“My culture, the Lakota culture, has an oral tradition, so I ordinarily reject writing. It is one of the white world’s ways of destroying the cultures of non-European peoples, the imposing of an abstraction over the spoken relationship of a people.” –Russell Means
There are several stories I love, and love to tell, and can never quite write down. Every once in a while I try: just imagine you’re talking to someone, I tell myself, and write down what you would say. I start writing–sometimes I even start talking to myself–and it sounds stiff and serious, or lazy and unimportant, or–impersonal. It sounds like a dead bird’s wing locked in a glass box.
When I tell a story out loud, I get to listen to (and with) whoever’s listening. We get to share whatever comes up, whatever grows in the words: the wild weeds and playful flowers and sorrow’s somehow-sweet sharp thorns. Afterwards I often want to say, “Thanks for telling that story with me.” (People often respond, “But you’re the one who told it.” And then I’m either quiet, or I try to explain that, really, it was something we did together). I like telling stories. I like it more than anything, it’s tempting to say, but that’s not true: I like it so much because I like you. You. Whoever you are. The person who’s reading this, who’s standing on the other side of a (however shaky, however short lived, however thin) bridge we make from words.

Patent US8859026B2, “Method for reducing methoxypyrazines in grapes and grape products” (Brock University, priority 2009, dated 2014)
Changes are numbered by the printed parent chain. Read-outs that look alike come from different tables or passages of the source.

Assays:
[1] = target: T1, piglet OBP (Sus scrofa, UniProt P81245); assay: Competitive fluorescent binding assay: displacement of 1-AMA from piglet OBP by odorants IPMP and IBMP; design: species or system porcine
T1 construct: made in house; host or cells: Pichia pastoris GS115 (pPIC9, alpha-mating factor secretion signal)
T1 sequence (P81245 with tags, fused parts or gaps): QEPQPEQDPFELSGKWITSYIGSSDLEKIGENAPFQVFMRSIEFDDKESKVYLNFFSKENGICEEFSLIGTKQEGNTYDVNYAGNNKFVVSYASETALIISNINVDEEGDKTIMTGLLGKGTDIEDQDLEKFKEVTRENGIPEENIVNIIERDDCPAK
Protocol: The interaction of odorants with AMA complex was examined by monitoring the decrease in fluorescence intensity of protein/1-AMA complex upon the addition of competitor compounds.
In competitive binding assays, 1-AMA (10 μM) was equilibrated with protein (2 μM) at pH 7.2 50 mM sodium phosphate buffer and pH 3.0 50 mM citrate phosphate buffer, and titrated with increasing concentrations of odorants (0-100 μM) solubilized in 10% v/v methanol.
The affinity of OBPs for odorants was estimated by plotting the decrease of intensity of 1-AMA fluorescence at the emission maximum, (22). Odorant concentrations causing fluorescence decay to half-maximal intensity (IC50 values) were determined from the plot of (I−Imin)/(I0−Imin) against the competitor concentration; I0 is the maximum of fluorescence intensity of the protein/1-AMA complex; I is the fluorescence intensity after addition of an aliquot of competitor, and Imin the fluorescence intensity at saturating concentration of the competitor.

I love writing. I love reading. I love the worlds they open up. But deep down, inside all that, I like relationships. I like conversations: person to person, wind to leaf, foot to stone. I don’t write these words to write them. I write these words so someone might read them, and then they’ll come alive. Maybe the very act of writing is dangerous. I can mistake the dark shape on my screen for the sound, or the sound for the moment–shared–of speaking to each other. I think it’s important to remember that the abstraction is an abstraction, and that beneath it, outside it, around it, the world is breathing. All the same, if we’re careful, I think we can use this abstraction to move closer to each other, like a ship returning home by looking at the stars.
And by the way, I really do want to tell you those stories. Ask me sometime. We’ll try telling them together.